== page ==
By Vincent Schilling
Sixty years later, that album still earns royalties for the Natay family. It was the first of many success stories that have made Canyon one of the most prosperous producers and distributors of American Indian music in Indian country today.
Wood: No other label can do what they do for us. Stuff would happen when you are traveling as a group and your vehicle might break down, or you might run short on money. You can always count on them. Canyon does it for more than financial gain—there is more meaning to it for them, just like it is for us when we are singing the songs that we’re singing. I always tell [producer] Steve Butler, “You are an Indian man trapped inside a white man’s body.”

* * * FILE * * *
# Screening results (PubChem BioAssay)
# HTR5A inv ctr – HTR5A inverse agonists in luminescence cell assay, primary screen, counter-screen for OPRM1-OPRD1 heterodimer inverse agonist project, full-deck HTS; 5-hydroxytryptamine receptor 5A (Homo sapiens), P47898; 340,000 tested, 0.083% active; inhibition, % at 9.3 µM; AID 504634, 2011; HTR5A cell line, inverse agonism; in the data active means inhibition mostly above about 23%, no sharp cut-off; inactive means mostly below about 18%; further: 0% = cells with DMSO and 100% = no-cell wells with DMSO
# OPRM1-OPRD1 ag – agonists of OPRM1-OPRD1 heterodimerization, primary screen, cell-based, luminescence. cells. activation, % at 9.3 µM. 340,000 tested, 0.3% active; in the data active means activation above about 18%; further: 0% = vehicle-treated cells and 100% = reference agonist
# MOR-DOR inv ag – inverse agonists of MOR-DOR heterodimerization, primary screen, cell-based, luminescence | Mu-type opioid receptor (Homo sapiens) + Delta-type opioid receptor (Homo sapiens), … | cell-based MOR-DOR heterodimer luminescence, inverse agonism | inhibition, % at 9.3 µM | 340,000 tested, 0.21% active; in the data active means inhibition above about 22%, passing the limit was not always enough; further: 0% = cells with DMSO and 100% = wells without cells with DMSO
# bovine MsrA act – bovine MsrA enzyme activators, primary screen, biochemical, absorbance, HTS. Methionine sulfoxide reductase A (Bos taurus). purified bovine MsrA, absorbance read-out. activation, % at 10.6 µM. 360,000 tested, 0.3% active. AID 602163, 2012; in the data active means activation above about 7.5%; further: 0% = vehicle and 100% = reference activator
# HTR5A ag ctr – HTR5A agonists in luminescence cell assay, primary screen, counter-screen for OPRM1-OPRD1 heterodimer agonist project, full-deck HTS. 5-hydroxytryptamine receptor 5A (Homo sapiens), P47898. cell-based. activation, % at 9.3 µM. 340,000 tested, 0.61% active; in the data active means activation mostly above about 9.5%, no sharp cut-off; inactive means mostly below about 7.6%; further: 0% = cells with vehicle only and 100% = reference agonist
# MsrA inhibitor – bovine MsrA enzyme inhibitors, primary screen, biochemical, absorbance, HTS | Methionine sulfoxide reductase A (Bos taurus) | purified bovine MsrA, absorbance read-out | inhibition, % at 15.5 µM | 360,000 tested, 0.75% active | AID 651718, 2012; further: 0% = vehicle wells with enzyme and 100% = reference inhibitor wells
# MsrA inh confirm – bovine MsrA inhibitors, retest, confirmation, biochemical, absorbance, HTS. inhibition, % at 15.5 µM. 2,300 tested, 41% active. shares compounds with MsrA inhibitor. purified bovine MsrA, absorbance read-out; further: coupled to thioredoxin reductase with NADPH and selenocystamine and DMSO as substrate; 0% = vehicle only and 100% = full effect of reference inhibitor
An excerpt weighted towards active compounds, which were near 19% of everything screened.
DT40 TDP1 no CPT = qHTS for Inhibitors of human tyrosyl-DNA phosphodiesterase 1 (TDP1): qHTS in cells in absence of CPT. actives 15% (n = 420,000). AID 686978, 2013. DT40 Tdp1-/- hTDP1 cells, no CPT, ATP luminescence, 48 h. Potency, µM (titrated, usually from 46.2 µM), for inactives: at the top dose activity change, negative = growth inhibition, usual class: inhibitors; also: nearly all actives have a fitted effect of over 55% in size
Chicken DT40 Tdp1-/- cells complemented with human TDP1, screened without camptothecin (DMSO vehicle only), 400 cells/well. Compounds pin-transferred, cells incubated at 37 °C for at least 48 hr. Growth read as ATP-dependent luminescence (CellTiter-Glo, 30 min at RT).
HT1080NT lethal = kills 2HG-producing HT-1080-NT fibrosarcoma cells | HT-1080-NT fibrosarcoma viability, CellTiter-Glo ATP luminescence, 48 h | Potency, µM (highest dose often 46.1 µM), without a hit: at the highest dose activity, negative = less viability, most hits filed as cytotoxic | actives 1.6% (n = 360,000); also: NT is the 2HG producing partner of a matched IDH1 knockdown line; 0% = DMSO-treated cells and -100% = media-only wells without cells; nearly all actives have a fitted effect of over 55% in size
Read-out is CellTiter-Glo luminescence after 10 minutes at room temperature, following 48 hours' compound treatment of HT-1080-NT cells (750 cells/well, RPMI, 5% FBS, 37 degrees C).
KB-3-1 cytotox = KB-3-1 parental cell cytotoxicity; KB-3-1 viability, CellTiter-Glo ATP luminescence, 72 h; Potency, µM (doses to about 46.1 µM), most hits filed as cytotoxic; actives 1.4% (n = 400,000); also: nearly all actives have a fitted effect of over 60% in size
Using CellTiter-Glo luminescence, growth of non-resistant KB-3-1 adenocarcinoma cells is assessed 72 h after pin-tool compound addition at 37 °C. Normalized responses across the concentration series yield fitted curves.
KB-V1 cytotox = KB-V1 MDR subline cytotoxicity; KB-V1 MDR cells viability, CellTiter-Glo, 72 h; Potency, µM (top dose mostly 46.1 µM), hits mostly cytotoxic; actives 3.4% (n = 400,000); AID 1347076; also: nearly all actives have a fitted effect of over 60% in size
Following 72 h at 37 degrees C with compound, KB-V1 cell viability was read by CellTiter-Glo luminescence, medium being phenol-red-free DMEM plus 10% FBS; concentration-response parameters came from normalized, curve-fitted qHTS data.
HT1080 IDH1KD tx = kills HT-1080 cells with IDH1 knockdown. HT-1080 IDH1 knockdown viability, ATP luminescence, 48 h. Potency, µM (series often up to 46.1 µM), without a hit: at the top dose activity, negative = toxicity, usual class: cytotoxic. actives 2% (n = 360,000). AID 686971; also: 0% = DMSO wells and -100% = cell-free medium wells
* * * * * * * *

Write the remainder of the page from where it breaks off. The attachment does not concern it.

Doyle: What has been distinctive about Canyon is how the company was operated in the beginning and the philosophies established by the founders, Ray and Mary Boley. The Boleys were media pioneers in Phoenix. They approached Native American music not because they had a cultural agenda, but because they liked the music and the people. At a time when Native Americans were marginalized by the larger society, the Boleys treated everyone with basic human respect and without viewing anyone through an ethnic lens. This philosophy of ‘devotion to the music and respect for the individual’ has been infused in the company for over 60 years.
Below: "Ray Boley and Ed Lee Natay."
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